Let’s take a look at some actual statistics to determine how likely a Muslim refugee terrorist might be to cause your death. Is it really worth your anxiety, or would your worries be better invested somewhere else?

Here’s what I discovered. Statistically speaking, you’re more likely to be struck by lightning or die from a peanut allergy than to die in a Muslim terrorist attack. In fact, you’re 10 times more likely to die by falling out of your own bed. You’re about 80 times more likely to die by walking across the street. You’re nearly 100 times more likely to die by texting while driving. And you’re 700 times more likely to die by choosing to kill yourself.

That doesn’t even account for the truly great killers among us, such as poor eating habits, the consumption of tobacco, alcohol or drugs, or being the victim of a medical error (your doctor or nurse is 4000 times more likely to kill you!).

There are so many ways to die in America it’s crazy. But dying at the hand of a Muslim terrorist is about as likely as discovering you had a long-lost identical twin. Last year’s statistics show that more Americans were shot and killed by toddlers with guns than by Islamic terrorists!

And check this out—in all of 2015, do you know how many deaths in America were caused by Muslim refugees or illegal aliens? Zero. As in none. It never happened. (American citizens and permanent residents were responsible for Chattanooga, San Bernadino and Orlando.)

So if America needs to close our borders or banish somebody or something, how about we start with tobacco, alcohol, fast food and incompetent medical professionals? Then we can move on to cell phones, peanuts, beds, trees and lightning. Next we’ll get rid of toddlers. Then we can deal with those nasty, dangerous Muslim refugees.

For more insight on your deadliest enemies, check out 2016’s latest statistics at: http://www.romans322.com/daily-death-rate-statistics.php

Some of you may think I’m wrong. You’re welcome to argue your point! Go ahead and comment below.

My hope is that you live a long and fear-free life. The world needs your love.





Peacemaking that Produces Intimacy

6 02 2012
English: Four hands holding.

I was listening to Danny Silk teach on communication in marriage today, and it struck me the implications for the peacemaking process.

Danny teaches that many of us have a wrong goal of intimacy, believing that it comes from getting the other person to agree with me.  We don’t value what we don’t believe or don’t understand.  So we try to convince the other person to join our values, so we can feel “one.”

The problem is that every person thinks and feels different things, and longs to be accepted and understood.  In a marriage, trying to convince our spouse to always agree with us makes them feel dehumanized.  They will probably rebel (creating outer conflict), or give in against their heart desire (creating inner conflict).  Both responses move away from intimacy.

So I thought about peacemaking….  How often do we approach the other with the goal of convincing them to agree with us?  If they have the same goal, neither of us learns to understand or accept the other and we move farther away from intimacy, strengthening the walls between us.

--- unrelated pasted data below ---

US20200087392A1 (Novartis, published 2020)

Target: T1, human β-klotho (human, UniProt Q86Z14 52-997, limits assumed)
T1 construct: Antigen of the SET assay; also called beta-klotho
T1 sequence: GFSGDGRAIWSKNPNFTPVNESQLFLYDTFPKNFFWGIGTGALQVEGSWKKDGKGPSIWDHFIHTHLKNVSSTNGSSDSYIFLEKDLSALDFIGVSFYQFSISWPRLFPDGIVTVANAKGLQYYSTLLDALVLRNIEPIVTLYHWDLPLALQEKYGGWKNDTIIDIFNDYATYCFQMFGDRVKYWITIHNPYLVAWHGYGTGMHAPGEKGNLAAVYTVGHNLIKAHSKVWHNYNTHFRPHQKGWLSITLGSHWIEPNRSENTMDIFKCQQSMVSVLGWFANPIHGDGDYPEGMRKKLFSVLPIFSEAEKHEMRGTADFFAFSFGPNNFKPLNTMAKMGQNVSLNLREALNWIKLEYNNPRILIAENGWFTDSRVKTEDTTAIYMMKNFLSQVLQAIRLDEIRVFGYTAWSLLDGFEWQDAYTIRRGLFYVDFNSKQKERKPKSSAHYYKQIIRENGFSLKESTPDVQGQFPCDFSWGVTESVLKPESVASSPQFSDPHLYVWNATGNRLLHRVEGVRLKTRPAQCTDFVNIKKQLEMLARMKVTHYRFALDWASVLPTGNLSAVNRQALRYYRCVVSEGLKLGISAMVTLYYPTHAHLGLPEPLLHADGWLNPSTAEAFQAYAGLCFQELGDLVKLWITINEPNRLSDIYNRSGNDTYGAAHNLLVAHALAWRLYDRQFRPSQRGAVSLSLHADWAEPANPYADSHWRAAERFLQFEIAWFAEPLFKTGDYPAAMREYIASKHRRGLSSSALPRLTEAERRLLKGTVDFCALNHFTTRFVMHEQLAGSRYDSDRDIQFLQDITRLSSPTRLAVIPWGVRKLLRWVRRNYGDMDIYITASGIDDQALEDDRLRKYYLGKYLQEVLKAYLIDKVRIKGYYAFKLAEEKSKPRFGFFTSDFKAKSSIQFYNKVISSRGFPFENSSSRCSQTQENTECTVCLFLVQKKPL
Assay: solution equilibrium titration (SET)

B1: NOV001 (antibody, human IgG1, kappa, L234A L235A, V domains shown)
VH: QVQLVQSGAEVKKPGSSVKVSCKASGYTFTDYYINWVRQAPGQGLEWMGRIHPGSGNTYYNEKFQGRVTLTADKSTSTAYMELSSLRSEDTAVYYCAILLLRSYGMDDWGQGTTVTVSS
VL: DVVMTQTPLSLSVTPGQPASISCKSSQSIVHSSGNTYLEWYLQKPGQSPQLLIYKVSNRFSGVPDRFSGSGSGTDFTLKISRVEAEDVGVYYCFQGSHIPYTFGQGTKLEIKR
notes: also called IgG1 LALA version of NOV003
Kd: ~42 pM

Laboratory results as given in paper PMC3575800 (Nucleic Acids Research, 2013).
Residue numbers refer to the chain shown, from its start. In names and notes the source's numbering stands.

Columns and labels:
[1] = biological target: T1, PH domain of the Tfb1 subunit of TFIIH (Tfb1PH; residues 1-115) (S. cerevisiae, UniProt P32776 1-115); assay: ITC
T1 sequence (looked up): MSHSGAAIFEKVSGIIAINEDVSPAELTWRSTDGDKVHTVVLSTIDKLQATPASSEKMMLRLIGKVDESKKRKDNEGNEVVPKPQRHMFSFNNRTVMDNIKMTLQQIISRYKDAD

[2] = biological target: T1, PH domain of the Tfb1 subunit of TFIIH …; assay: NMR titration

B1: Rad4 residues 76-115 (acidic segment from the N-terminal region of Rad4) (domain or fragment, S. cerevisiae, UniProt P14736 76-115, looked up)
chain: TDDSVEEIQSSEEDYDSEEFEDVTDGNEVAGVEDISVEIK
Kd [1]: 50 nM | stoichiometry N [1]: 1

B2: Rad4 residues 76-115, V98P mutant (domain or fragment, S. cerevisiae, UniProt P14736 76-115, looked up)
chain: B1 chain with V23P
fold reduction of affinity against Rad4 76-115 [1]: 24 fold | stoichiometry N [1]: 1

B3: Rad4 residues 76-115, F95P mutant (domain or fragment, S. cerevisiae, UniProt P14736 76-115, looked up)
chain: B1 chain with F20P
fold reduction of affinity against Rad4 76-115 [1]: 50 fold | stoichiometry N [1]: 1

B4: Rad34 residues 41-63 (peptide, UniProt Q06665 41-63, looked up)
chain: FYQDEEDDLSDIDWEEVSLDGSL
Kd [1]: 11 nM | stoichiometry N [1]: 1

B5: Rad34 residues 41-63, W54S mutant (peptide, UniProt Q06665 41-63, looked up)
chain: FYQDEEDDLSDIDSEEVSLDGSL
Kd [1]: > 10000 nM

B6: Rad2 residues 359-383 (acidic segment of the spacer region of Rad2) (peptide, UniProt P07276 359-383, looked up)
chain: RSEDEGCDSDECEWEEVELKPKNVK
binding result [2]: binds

In marriage, Danny teaches that we need to be committed to understanding, valuing and expressing our own needs, thoughts and feelings, and understanding and valuing our spouse’s expressed needs, thoughts and feelings, creating a safe place to be real, accepting the other, and providing for the other’s needs.

What if we applied this to our relationships across religions?  What if our goals included sharing our needs and seeking how to provide for the others’ needs?

The difference is like going to a department store—have you ever gone shopping and met a salesman who tried aggressively to sell you something you weren’t looking for?  Did you look for the quickest exit, and avoid him the next time shopping there?  Much Christian “evangelism” comes across like this, with about the same result!  Compare that to the salesman who takes the time to understand what you’re looking for and gives you helpful input that may add something new to your original thoughts, but helps you get exactly what you wanted or something better.  What if interfaith dialogue worked like this?

Both my Christian and my Muslim friends want to be closer to God.  Most of them want to know Him more, feel His presence, receive answers to prayer about daily life issues, receive more revelation or wisdom, get their hurting bodies and hearts healed, have more victory over sin, bondages and addictions, and some even want to see God do miracles.  Many of them want to see God change the world and be a part of that change.

So I don’t meet Muslims at a theological debate table; I ask them if they would like to pray together with me for those issues we both understand and value.  In the process, we can feel with each other the longing for what we’re both missing in our pursuit of God; we can share with each other new ways for seeing those needs met; and we can find a place of intimacy where we treat each other as brothers.  The greater the intimacy, the greater the trust; the greater the trust, the more open we are to God using the other to change us.